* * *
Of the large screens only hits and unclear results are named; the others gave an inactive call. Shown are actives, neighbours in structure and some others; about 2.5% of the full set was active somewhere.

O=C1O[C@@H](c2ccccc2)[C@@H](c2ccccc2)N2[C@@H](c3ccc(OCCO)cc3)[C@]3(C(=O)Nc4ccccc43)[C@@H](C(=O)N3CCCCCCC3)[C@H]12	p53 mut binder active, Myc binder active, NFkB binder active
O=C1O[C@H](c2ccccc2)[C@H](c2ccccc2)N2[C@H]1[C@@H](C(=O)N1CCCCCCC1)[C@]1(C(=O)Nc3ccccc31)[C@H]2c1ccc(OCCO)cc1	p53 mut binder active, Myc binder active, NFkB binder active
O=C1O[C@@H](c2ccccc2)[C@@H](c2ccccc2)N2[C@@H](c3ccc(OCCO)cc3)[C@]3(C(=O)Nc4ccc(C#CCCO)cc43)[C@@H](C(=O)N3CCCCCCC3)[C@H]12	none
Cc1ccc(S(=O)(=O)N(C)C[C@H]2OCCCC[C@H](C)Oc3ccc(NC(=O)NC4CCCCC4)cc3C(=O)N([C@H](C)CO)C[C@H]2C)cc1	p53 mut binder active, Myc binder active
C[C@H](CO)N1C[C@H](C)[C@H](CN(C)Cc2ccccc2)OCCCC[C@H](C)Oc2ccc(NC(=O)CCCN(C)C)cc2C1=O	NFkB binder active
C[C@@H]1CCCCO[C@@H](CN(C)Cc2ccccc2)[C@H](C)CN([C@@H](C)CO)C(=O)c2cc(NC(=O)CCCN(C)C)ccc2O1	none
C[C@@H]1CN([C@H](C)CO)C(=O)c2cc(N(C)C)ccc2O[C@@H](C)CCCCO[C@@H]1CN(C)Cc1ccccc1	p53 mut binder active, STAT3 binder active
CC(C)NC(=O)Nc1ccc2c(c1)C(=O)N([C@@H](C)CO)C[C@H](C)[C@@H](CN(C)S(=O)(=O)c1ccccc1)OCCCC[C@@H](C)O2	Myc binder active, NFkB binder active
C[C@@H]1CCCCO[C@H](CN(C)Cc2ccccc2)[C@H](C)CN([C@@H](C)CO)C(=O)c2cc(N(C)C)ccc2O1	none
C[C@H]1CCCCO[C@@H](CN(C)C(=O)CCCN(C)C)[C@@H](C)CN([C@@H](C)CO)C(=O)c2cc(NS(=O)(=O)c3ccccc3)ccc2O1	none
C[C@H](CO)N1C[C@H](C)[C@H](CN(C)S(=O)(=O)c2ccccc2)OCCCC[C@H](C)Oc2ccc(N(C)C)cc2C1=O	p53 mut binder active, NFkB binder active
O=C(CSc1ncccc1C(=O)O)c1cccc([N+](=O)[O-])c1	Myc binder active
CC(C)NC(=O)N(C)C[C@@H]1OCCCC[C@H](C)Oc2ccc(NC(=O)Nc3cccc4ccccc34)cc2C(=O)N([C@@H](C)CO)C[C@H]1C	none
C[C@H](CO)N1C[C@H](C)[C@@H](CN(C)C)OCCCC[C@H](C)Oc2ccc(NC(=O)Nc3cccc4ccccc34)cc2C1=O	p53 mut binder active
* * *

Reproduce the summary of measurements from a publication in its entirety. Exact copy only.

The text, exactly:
Of the large screens only hits and unclear results are named; the others gave an inactive call. Shown are actives, neighbours in structure and some others; about 2.5% of the full set was active somewhere.

O=C1O[C@@H](c2ccccc2)[C@@H](c2ccccc2)N2[C@@H](c3ccc(OCCO)cc3)[C@]3(C(=O)Nc4ccccc43)[C@@H](C(=O)N3CCCCCCC3)[C@H]12	p53 mut binder active, Myc binder active, NFkB binder active
O=C1O[C@H](c2ccccc2)[C@H](c2ccccc2)N2[C@H]1[C@@H](C(=O)N1CCCCCCC1)[C@]1(C(=O)Nc3ccccc31)[C@H]2c1ccc(OCCO)cc1	p53 mut binder active, Myc binder active, NFkB binder active
O=C1O[C@@H](c2ccccc2)[C@@H](c2ccccc2)N2[C@@H](c3ccc(OCCO)cc3)[C@]3(C(=O)Nc4ccc(C#CCCO)cc43)[C@@H](C(=O)N3CCCCCCC3)[C@H]12	none
Cc1ccc(S(=O)(=O)N(C)C[C@H]2OCCCC[C@H](C)Oc3ccc(NC(=O)NC4CCCCC4)cc3C(=O)N([C@H](C)CO)C[C@H]2C)cc1	p53 mut binder active, Myc binder active
C[C@H](CO)N1C[C@H](C)[C@H](CN(C)Cc2ccccc2)OCCCC[C@H](C)Oc2ccc(NC(=O)CCCN(C)C)cc2C1=O	NFkB binder active
C[C@@H]1CCCCO[C@@H](CN(C)Cc2ccccc2)[C@H](C)CN([C@@H](C)CO)C(=O)c2cc(NC(=O)CCCN(C)C)ccc2O1	none
C[C@@H]1CN([C@H](C)CO)C(=O)c2cc(N(C)C)ccc2O[C@@H](C)CCCCO[C@@H]1CN(C)Cc1ccccc1	p53 mut binder active, STAT3 binder active
CC(C)NC(=O)Nc1ccc2c(c1)C(=O)N([C@@H](C)CO)C[C@H](C)[C@@H](CN(C)S(=O)(=O)c1ccccc1)OCCCC[C@@H](C)O2	Myc binder active, NFkB binder active
C[C@@H]1CCCCO[C@H](CN(C)Cc2ccccc2)[C@H](C)CN([C@@H](C)CO)C(=O)c2cc(N(C)C)ccc2O1	none
C[C@H]1CCCCO[C@@H](CN(C)C(=O)CCCN(C)C)[C@@H](C)CN([C@@H](C)CO)C(=O)c2cc(NS(=O)(=O)c3ccccc3)ccc2O1	none
C[C@H](CO)N1C[C@H](C)[C@H](CN(C)S(=O)(=O)c2ccccc2)OCCCC[C@H](C)Oc2ccc(N(C)C)cc2C1=O	p53 mut binder active, NFkB binder active
O=C(CSc1ncccc1C(=O)O)c1cccc([N+](=O)[O-])c1	Myc binder active
CC(C)NC(=O)N(C)C[C@@H]1OCCCC[C@H](C)Oc2ccc(NC(=O)Nc3cccc4ccccc34)cc2C(=O)N([C@@H](C)CO)C[C@H]1C	none
C[C@H](CO)N1C[C@H](C)[C@@H](CN(C)C)OCCCC[C@H](C)Oc2ccc(NC(=O)Nc3cccc4ccccc34)cc2C1=O	p53 mut binder active